This past week FedEx Express donated a Boeing 727-200F to California Baptist University for use by its new aviation science program. The aircraft will be on permanent display at the Riverside Municipal Airport (RAL) and will provide a working laboratory for aviation students. The plane had been in service for 33 years and is the 60th donation by Fed Ex of a Boeing 727 aircraft. Since 2000 Fed Ex has donated these aircraft to various organizations around the world including museums and colleges for educational purposes. When you think of community involvement and charitable donations by corporations, this is pretty big, but not as big as the "Baby Jessica" story.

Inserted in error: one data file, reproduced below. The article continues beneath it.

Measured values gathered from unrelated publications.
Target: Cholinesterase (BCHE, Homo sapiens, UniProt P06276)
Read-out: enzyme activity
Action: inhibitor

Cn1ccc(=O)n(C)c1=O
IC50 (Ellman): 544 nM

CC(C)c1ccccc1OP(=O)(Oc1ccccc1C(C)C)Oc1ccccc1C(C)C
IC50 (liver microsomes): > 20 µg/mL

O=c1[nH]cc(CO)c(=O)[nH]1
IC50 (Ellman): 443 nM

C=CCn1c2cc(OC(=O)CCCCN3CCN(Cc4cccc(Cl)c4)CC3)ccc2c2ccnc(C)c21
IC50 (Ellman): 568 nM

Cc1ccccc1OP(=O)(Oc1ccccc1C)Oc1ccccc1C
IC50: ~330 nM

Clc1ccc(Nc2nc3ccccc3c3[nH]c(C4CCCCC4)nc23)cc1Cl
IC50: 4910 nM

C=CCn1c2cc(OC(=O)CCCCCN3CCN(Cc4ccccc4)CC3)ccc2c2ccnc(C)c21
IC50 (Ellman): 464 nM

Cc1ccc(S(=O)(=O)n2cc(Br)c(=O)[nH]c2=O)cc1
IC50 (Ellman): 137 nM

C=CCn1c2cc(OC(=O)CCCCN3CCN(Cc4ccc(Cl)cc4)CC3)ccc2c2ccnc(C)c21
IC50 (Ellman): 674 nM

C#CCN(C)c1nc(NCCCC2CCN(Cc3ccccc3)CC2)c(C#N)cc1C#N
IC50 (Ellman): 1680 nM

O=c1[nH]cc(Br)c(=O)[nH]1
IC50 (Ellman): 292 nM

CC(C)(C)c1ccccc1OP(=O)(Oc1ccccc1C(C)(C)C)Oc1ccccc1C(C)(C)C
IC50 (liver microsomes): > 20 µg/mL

In October 1987, like millions of other Americans, we were riveted to CNN as emergency service crews in Midland Texas worked for 58 hours to free "Baby Jessica" McClure from an old backyard well where she was trapped 22 feet down in a shaft 14 inches wide. We had a baby just about the same age and had just relocated from Texas.
Scores of local and state government workers and paramedics worked round the clock to pull Jessica from the well. The government few in a special investigator with the U.S. Mine Safety and Health Administration and FedEx flew in the drill that ultimately enabled crews to rescue Jessica. The story was followed around the world and the world cheered when the paramedic rescuer came up with Jessica and she was safe. Since then I've taken an interest in FedEx's community and charitable giving, from rescuing babies and delivering hearts to supporting disaster relief to local involvement.